Rain Before Rainbows by Smriti Prasadam-Halls and David Litchfield. The publisher offered a free download – click here. See what illustrator David Litchfield Illustration has to say about his latest publication:
“Drawing this book was a complete joy. The emotion that comes through Smriti’s poetic writing is really powerful and it was a very happy challenge to try and translate that visually within the illustrations. There are many messages that this book contains. What stands out most for me personally is the idea that the journey that the girl and her Fox friend find themselves on is obviously really tough and really scary, but they keep going. They keep holding on to hope. I completely loved that idea when I first started drawing the book all those months ago, and I absolutely love it now as I sit here writing this note. In fact, the idea of ‘Hope over Fear’ is one of the reasons the Fox looks the way it does. No matter how dark and terrifying things might get, the pattern on Fox’s fur will be a constant reminder of the light and natural beauty that exists in the world.
For the past few months a lot of you have been drawing your own rainbows and displaying them on your windows. I have loved seeing some of these on my daily walks. They always remind me of all the brave people in the world. They also remind me of the Girl and her magic Fox and the journey that they had together. Hope over Fear. Rain Before Rainbows.”
Sandie: Peritextual Features
Front cover: The main characters are at the end of a rainbow, so it presents the end of the story. Ask the children how they got there. Notice the fox is filled with leaves and twigs
Endpapers : These suggest a passing of time. Front endpapers are dark and foreboding, the beginning of the story. The back endpapers are bright and sunny suggesting a happy hopeful end.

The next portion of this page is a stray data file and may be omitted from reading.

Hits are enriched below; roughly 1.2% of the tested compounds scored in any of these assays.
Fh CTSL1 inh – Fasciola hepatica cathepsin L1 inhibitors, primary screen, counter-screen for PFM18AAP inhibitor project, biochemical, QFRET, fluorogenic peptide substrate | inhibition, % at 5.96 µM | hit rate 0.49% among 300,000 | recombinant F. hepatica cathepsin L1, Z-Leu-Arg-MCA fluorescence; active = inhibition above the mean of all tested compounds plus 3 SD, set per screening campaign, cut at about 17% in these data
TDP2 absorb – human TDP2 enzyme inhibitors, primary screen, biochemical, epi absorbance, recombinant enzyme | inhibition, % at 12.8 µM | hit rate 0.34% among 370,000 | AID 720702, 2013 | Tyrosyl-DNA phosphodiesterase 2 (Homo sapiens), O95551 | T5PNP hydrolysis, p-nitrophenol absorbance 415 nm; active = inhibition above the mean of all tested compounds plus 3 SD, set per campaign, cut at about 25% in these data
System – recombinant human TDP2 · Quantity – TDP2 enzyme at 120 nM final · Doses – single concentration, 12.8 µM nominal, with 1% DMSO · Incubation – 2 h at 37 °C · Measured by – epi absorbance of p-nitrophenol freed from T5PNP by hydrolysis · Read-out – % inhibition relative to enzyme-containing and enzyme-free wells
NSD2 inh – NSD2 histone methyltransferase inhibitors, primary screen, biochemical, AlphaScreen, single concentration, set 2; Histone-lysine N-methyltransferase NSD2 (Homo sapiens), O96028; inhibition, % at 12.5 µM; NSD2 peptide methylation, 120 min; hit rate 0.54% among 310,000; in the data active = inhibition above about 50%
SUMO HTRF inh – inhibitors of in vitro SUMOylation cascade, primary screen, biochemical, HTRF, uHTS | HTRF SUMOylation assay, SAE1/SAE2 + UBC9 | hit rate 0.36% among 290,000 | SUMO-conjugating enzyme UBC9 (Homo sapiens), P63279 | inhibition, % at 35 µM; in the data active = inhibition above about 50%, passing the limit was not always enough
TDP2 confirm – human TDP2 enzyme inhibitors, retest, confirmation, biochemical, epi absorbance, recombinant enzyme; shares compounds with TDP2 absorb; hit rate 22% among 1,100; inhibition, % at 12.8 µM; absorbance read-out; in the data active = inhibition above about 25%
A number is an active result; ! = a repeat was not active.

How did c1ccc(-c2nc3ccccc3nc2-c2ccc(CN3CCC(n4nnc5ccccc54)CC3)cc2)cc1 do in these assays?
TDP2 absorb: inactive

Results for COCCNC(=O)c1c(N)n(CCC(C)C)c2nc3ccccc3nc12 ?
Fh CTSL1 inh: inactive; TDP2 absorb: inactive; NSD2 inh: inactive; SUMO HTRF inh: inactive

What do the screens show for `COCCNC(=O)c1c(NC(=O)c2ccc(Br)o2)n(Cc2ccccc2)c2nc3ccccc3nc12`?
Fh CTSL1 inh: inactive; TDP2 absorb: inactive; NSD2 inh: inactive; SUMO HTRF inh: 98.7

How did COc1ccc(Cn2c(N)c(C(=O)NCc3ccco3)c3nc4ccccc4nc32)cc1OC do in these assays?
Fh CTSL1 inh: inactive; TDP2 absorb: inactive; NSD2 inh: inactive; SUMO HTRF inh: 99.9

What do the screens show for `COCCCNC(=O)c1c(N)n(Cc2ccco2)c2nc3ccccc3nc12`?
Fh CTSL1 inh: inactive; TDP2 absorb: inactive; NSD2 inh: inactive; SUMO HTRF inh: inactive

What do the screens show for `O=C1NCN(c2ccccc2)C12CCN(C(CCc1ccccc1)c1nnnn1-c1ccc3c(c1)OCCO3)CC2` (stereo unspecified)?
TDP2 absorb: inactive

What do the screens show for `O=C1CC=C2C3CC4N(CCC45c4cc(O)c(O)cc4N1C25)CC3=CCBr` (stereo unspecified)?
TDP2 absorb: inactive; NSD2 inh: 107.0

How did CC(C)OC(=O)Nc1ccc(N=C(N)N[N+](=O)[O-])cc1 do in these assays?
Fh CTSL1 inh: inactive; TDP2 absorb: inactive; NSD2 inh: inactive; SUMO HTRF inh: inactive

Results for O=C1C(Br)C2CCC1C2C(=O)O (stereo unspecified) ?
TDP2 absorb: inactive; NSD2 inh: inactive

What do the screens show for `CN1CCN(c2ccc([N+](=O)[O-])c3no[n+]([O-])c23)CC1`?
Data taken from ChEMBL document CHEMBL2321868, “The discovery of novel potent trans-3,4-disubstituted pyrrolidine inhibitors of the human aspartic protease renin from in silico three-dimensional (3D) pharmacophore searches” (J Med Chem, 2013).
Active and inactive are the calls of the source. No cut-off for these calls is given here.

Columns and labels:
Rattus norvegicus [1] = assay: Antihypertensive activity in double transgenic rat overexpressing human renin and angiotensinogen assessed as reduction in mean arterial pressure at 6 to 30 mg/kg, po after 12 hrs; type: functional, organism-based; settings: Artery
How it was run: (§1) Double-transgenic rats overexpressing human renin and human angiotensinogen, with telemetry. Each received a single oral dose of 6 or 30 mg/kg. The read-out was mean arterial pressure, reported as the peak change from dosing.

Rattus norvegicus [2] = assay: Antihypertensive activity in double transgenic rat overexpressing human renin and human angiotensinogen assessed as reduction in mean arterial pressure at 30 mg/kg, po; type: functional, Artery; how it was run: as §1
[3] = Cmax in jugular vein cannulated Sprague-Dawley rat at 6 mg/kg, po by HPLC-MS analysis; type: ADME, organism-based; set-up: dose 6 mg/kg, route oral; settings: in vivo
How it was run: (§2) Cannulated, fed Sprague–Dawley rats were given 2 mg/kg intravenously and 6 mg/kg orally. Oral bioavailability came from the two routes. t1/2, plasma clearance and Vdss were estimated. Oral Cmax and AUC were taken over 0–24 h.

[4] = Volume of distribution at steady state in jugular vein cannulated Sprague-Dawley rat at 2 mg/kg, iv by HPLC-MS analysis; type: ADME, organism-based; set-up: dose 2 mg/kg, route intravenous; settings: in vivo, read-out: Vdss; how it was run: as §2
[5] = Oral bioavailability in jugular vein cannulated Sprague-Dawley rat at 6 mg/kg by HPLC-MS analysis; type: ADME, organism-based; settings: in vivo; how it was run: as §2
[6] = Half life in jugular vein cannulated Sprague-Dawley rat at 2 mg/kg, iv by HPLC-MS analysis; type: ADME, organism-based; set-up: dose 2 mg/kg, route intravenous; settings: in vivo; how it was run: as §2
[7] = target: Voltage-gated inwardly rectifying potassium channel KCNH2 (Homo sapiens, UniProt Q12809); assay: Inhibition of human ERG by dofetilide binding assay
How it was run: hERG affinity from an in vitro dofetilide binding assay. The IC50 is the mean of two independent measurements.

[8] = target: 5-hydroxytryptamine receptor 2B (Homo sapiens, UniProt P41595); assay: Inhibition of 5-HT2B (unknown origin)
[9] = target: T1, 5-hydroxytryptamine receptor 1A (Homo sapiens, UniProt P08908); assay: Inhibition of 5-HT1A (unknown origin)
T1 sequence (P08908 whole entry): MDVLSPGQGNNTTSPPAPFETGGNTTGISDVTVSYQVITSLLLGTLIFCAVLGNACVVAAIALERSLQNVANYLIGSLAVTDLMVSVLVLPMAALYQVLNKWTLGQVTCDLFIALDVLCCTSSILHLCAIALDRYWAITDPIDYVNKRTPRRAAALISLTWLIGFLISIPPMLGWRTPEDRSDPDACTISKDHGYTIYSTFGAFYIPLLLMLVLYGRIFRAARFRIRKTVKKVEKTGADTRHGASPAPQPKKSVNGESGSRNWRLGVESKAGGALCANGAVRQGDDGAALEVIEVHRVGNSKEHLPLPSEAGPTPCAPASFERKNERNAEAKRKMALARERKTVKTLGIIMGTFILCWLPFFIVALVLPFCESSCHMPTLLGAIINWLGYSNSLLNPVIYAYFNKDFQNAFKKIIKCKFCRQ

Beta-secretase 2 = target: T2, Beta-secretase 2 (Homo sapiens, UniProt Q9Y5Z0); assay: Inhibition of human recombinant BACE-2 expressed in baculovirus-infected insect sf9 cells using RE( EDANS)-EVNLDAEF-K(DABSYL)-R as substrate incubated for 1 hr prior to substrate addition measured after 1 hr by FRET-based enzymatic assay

Title page: Read the psalm (if appropriate to your context) on the copyright page, as it has significance for interpreting the story.
Notice how the colour scheme moves from dark to light as the book progresses
Tatia: Teacher Education
Considering different features of the picturebook such as the way David Lichtfield creates light.
Literary literacy: identifying and predicting rhyming words and rhythm, developing phonological awareness, recognising collocations and processes.
Emotional literacy: identifying emotions and feelings by reading facial expressions and plotting the cycle of emotions as the story unfolds.
Visual literacy: recognising how colour is used to depict changes in mood and atmosphere.
Nature literacy: noticing details in the illustrations – animals, plants, trees, seasons and changes in landscapes and in the weather.
Annete: Notes from the Classroom
Language focus: Speaking, feelings vocabulary (when I am (feeling) I feel (colour). Introducing before and after, based on a book Before After, by Anne Margot Ramstein & Matthias Aregui.
Personal and social education: Talking about personal ‘hopes and worries’ and ‘treasures to find’.
The rainbow of feelings – we are all different, different things make us feel happy, angry, or sad.
Using end papers to “read” the atmosphere of the picture and naming the feelings it evokes.